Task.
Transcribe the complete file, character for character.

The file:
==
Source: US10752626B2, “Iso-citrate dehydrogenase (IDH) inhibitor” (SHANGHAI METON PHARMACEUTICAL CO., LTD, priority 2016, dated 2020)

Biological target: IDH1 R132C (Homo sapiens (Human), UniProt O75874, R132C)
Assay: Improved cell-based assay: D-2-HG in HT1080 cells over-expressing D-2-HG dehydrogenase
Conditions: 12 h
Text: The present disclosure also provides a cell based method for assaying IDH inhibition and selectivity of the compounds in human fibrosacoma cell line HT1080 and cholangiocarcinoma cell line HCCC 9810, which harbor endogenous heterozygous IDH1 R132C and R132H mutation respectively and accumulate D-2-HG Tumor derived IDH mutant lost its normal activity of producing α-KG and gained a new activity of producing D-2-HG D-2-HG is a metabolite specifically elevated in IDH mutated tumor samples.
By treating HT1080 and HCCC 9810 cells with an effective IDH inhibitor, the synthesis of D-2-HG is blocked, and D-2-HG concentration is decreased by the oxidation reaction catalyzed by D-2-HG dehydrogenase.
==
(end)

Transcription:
Source: US10752626B2, “Iso-citrate dehydrogenase (IDH) inhibitor” (SHANGHAI METON PHARMACEUTICAL CO., LTD, priority 2016, dated 2020)

Biological target: IDH1 R132C (Homo sapiens (Human), UniProt O75874, R132C)
Assay: Improved cell-based assay: D-2-HG in HT1080 cells over-expressing D-2-HG dehydrogenase
Conditions: 12 h
Text: The present disclosure also provides a cell based method for assaying IDH inhibition and selectivity of the compounds in human fibrosacoma cell line HT1080 and cholangiocarcinoma cell line HCCC 9810, which harbor endogenous heterozygous IDH1 R132C and R132H mutation respectively and accumulate D-2-HG Tumor derived IDH mutant lost its normal activity of producing α-KG and gained a new activity of producing D-2-HG D-2-HG is a metabolite specifically elevated in IDH mutated tumor samples.
By treating HT1080 and HCCC 9810 cells with an effective IDH inhibitor, the synthesis of D-2-HG is blocked, and D-2-HG concentration is decreased by the oxidation reaction catalyzed by D-2-HG dehydrogenase.